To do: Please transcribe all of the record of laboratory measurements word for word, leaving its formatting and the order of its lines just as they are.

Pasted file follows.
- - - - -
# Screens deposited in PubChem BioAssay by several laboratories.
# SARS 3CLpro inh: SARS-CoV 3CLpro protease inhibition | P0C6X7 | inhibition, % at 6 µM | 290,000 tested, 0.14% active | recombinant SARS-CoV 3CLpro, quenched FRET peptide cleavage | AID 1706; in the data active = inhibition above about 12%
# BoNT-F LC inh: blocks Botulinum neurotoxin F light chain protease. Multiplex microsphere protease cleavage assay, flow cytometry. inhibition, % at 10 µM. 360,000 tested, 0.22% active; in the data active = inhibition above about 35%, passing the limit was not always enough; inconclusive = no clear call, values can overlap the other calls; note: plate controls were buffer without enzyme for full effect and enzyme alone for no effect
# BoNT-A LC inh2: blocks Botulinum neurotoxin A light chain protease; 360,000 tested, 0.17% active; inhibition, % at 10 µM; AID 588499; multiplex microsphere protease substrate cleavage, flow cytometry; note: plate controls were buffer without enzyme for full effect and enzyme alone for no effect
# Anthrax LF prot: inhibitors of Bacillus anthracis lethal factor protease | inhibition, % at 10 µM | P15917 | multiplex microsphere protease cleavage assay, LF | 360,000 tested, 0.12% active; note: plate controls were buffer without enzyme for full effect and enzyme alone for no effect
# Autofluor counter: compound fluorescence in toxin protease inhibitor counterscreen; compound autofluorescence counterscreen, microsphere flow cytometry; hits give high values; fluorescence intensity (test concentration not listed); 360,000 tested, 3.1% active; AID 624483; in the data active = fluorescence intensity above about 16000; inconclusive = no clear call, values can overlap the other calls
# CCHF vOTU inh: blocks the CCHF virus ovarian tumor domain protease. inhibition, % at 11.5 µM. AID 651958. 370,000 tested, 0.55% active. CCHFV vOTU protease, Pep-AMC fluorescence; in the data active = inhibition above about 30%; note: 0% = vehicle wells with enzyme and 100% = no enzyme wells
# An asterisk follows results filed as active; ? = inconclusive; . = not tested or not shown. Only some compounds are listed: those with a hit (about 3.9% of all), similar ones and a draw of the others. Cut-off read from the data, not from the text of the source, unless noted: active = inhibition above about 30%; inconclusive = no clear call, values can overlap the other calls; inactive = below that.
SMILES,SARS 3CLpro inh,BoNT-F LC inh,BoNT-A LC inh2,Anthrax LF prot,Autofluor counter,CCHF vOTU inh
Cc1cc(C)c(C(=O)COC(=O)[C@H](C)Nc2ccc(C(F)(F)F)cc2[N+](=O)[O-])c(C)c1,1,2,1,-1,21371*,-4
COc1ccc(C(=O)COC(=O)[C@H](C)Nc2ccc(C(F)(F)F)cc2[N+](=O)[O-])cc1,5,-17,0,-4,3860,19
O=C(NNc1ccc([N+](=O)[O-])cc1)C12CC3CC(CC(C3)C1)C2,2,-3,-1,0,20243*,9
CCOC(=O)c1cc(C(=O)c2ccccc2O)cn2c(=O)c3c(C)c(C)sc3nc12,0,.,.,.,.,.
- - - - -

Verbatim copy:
# Screens deposited in PubChem BioAssay by several laboratories.
# SARS 3CLpro inh: SARS-CoV 3CLpro protease inhibition | P0C6X7 | inhibition, % at 6 µM | 290,000 tested, 0.14% active | recombinant SARS-CoV 3CLpro, quenched FRET peptide cleavage | AID 1706; in the data active = inhibition above about 12%
# BoNT-F LC inh: blocks Botulinum neurotoxin F light chain protease. Multiplex microsphere protease cleavage assay, flow cytometry. inhibition, % at 10 µM. 360,000 tested, 0.22% active; in the data active = inhibition above about 35%, passing the limit was not always enough; inconclusive = no clear call, values can overlap the other calls; note: plate controls were buffer without enzyme for full effect and enzyme alone for no effect
# BoNT-A LC inh2: blocks Botulinum neurotoxin A light chain protease; 360,000 tested, 0.17% active; inhibition, % at 10 µM; AID 588499; multiplex microsphere protease substrate cleavage, flow cytometry; note: plate controls were buffer without enzyme for full effect and enzyme alone for no effect
# Anthrax LF prot: inhibitors of Bacillus anthracis lethal factor protease | inhibition, % at 10 µM | P15917 | multiplex microsphere protease cleavage assay, LF | 360,000 tested, 0.12% active; note: plate controls were buffer without enzyme for full effect and enzyme alone for no effect
# Autofluor counter: compound fluorescence in toxin protease inhibitor counterscreen; compound autofluorescence counterscreen, microsphere flow cytometry; hits give high values; fluorescence intensity (test concentration not listed); 360,000 tested, 3.1% active; AID 624483; in the data active = fluorescence intensity above about 16000; inconclusive = no clear call, values can overlap the other calls
# CCHF vOTU inh: blocks the CCHF virus ovarian tumor domain protease. inhibition, % at 11.5 µM. AID 651958. 370,000 tested, 0.55% active. CCHFV vOTU protease, Pep-AMC fluorescence; in the data active = inhibition above about 30%; note: 0% = vehicle wells with enzyme and 100% = no enzyme wells
# An asterisk follows results filed as active; ? = inconclusive; . = not tested or not shown. Only some compounds are listed: those with a hit (about 3.9% of all), similar ones and a draw of the others. Cut-off read from the data, not from the text of the source, unless noted: active = inhibition above about 30%; inconclusive = no clear call, values can overlap the other calls; inactive = below that.
SMILES,SARS 3CLpro inh,BoNT-F LC inh,BoNT-A LC inh2,Anthrax LF prot,Autofluor counter,CCHF vOTU inh
Cc1cc(C)c(C(=O)COC(=O)[C@H](C)Nc2ccc(C(F)(F)F)cc2[N+](=O)[O-])c(C)c1,1,2,1,-1,21371*,-4
COc1ccc(C(=O)COC(=O)[C@H](C)Nc2ccc(C(F)(F)F)cc2[N+](=O)[O-])cc1,5,-17,0,-4,3860,19
O=C(NNc1ccc([N+](=O)[O-])cc1)C12CC3CC(CC(C3)C1)C2,2,-3,-1,0,20243*,9
CCOC(=O)c1cc(C(=O)c2ccccc2O)cn2c(=O)c3c(C)c(C)sc3nc12,0,.,.,.,.,.